Ask our Cyber Experts: Dean Lane

What Cyber Intelligence / Cyber Security items keeps you up at night?

Any port left open can compromise the entire system.  Most STEM (Science, Technology, Engineering, Math) people do not have the “big picture,” and management knows little to nothing about cyber.  Therefore, many organizations lack any kind of a coordinated plan, let alone a long-term strategy.  And, if they tell you that they have one, just ask if it includes their suppliers, their supplier’s supplier, and the rest of the supply chain.

What are the three top changes that are vital for (org, gov, citizen) to make in the next two years to shrink their risk of attack?

Build an intellectual property hierarchy for their organization (what is important to protect). Next, they need to determine who or what firm could be a possible threat and what are their capabilities.  Put it together, and execute an overall strategy and plan that has milestones and effectiveness measurements. Execute the plan!

What specific skillset do you hire for (or recommend others hire for) to stay ahead of Cyber threats?

The skillset will depend on whether we are talking about STEM people or supervisory personnel.

  • STEM: Some form of formalized training (degree) and also capability gained from project work or a job. Integrity is also a requirement.
  • SUPERVISORY: Experience, Experience, Experience, and knowing how to manage people. Must have been there and done that. Integrity here as well.

Like any insurance, investment in security can be viewed as money wasted because it only pays for itself if a breach is attempted. How do you explain to your management why it is worth the investment?

Someone, somewhere needs to put together a slew of cyber disaster examples. Preferably, these examples would be by vertical, so that banks would be looking at bank examples, retail looking at retail examples, etc.  The more disastrous the examples, the better.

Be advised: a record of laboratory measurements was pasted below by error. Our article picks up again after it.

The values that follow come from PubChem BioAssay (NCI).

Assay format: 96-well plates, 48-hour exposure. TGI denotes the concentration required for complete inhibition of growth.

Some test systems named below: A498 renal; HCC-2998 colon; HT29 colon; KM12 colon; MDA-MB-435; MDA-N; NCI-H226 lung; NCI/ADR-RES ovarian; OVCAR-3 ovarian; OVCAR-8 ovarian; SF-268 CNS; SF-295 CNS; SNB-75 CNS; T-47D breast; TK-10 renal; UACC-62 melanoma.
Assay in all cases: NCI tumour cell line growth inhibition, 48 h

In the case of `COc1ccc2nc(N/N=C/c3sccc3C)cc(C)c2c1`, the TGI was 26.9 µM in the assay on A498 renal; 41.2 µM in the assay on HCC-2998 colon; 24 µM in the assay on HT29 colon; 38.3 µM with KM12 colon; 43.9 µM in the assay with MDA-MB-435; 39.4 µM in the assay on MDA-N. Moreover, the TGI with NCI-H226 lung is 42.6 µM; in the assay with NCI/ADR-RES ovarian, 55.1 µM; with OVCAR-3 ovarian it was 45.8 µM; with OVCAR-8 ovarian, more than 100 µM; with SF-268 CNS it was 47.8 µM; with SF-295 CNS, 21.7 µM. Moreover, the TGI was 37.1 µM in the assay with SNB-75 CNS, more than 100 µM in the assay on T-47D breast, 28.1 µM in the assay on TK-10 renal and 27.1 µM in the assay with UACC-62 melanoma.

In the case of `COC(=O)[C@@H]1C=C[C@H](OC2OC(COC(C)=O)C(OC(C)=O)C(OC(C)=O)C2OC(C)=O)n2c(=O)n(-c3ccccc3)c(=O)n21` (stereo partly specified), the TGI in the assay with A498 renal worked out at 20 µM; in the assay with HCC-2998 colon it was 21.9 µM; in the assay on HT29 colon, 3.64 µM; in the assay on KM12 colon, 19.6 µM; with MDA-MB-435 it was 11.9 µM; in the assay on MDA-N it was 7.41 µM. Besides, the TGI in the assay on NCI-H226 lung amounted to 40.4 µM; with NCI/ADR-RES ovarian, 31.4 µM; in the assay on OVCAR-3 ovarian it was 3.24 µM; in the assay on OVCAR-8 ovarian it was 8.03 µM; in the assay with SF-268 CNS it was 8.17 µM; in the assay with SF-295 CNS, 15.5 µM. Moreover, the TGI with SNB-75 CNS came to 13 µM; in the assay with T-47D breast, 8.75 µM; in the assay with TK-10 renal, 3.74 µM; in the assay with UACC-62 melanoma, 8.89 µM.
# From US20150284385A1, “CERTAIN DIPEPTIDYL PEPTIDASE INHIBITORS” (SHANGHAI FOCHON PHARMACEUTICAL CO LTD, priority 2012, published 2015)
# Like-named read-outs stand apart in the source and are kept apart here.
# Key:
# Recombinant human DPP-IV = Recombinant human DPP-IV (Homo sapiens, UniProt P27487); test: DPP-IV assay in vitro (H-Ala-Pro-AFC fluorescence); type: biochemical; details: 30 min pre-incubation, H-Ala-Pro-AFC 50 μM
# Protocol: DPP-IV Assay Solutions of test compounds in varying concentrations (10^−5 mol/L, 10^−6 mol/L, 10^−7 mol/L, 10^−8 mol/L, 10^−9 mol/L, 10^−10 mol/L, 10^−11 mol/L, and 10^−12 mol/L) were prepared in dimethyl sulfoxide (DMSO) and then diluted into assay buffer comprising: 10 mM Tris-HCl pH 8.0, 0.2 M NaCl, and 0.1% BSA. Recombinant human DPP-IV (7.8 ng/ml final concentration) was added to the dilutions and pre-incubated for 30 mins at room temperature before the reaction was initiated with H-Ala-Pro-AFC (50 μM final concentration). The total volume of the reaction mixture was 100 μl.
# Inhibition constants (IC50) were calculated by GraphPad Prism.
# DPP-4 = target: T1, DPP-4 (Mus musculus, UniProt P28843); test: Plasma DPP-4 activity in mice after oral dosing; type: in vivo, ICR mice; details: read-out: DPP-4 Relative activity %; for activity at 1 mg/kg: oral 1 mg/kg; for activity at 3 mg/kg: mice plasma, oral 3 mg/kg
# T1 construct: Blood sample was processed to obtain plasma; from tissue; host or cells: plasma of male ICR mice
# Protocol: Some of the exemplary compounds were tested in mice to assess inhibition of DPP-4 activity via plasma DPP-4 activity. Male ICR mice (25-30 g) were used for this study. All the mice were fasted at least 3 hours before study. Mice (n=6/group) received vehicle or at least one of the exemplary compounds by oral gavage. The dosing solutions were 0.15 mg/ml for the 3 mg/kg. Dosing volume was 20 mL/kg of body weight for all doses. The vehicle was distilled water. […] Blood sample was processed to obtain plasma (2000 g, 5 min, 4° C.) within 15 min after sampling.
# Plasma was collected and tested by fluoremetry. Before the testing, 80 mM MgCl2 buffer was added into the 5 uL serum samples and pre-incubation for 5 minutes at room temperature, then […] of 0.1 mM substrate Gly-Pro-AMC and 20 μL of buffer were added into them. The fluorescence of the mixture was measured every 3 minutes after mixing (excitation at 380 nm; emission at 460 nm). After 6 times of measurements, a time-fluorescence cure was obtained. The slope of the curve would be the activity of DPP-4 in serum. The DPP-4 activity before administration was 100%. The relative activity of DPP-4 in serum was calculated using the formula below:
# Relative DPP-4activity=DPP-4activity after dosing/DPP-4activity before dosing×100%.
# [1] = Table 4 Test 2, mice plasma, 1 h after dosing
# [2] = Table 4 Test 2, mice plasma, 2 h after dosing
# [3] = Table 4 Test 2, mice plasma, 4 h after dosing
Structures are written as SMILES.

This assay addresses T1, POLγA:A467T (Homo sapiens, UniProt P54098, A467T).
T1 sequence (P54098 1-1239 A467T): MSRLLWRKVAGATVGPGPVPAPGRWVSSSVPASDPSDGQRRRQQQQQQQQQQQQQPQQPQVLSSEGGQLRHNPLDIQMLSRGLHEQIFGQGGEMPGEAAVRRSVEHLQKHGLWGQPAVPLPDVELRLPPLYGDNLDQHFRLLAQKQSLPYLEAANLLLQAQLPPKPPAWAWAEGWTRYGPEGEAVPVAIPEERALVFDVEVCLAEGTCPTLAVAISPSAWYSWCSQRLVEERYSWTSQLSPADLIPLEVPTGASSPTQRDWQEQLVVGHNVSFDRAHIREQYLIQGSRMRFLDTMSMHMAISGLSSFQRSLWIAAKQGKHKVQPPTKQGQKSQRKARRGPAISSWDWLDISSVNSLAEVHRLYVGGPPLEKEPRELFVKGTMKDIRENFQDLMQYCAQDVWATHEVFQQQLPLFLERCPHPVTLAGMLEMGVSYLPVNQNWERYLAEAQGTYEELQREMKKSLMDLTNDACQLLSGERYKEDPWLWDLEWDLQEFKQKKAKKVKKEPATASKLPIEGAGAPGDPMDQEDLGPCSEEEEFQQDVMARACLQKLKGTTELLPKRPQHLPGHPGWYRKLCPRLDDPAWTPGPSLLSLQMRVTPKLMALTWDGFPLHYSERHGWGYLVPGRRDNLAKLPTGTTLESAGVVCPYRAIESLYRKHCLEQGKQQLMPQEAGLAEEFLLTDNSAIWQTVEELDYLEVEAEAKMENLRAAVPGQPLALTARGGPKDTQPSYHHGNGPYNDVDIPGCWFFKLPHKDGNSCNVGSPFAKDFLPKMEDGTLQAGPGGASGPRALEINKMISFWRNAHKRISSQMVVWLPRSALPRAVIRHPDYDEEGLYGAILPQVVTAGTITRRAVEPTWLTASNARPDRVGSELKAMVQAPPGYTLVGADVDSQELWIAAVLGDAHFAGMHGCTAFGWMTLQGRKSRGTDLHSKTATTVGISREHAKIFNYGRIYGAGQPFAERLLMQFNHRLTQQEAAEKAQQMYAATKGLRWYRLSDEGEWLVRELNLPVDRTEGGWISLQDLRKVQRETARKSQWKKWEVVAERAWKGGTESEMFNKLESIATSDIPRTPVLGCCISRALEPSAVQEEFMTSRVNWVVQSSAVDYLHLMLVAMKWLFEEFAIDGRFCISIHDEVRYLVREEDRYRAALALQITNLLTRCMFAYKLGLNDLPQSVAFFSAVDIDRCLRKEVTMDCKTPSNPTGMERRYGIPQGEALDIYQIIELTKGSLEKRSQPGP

How do you create a culture where security is a priority not an afterthought?

Creating any culture takes time.  That said, at Symantec, there was a competition between the regions.  Each quarter, an evaluation was completed, and the leader of the winning region received a bottle of fine wine (we weren’t far from Napa).

Outside of the technical people, there needs to be a continuous awareness campaign.

What metrics should be used to determine an organization’s risk profile that all leaders should be tracking today?

Monitoring software exists and can provide many measurements (e.g., what is the strength of passwords and when were they last changed). Another metric would be when was the last backup completed and when was the last restore done – were they successful? That said, operating to a plan and measuring against that plan is the best way to track the most important items.

How important is incident response planning, and how often should an organization’s plan be updated?

Incidents come in levels of severity.  SEV-1 means the system is down or to the point where people cannot do their job(s), SEV-2 is where major functionality is severely impaired, but operations can continue in a restricted fashion, SEV-3 is impaired operations of some components, but allows the user to continue using the system, and SEV-4 are general usage questions, cosmetic changes and possible errors in the documentation.

There should be an incident drill at least twice a year, and the team should not be told it is coming, although they should be told it is a drill at the beginning of the exercise. If everyone knows it is coming, they can prepare (e.g. postpone the trip to the beach house, not buy concert tickets, etc.).


Dean Lane is Senior Vice President for Cyber Intelligence at The Institute of World Politics. Dean brings a wealth of knowledge to his role at IWP.  He has founded his own company, taught courses at Universities in California, was the Chief Information Officer for multiple companies, worked for a Big Four Consulting firm, and spent his time in the military with the Special Forces.  Dean has a Bachelor of Arts from UCLA and a Master’s degree in Business Administration from National University.  He is the author of three #1 best-selling books related to information technology.